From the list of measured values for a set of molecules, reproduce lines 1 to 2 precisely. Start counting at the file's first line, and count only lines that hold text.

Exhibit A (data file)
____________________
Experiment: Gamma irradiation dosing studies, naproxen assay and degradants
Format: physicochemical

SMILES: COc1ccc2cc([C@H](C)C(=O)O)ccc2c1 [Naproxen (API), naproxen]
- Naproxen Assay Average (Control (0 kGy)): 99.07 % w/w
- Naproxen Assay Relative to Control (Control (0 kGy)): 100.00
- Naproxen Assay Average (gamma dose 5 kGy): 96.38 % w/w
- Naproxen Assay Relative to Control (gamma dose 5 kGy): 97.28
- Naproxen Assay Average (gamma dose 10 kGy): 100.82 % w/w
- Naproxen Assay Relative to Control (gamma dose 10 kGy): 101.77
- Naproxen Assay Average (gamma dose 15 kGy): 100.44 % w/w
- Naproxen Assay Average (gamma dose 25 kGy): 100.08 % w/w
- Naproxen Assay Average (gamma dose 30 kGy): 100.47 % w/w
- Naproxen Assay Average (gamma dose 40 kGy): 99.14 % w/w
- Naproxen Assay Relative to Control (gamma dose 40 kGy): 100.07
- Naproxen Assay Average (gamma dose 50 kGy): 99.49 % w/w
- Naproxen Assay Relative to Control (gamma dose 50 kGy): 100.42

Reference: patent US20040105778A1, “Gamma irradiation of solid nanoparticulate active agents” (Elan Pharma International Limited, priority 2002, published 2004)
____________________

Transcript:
Experiment: Gamma irradiation dosing studies, naproxen assay and degradants
Format: physicochemical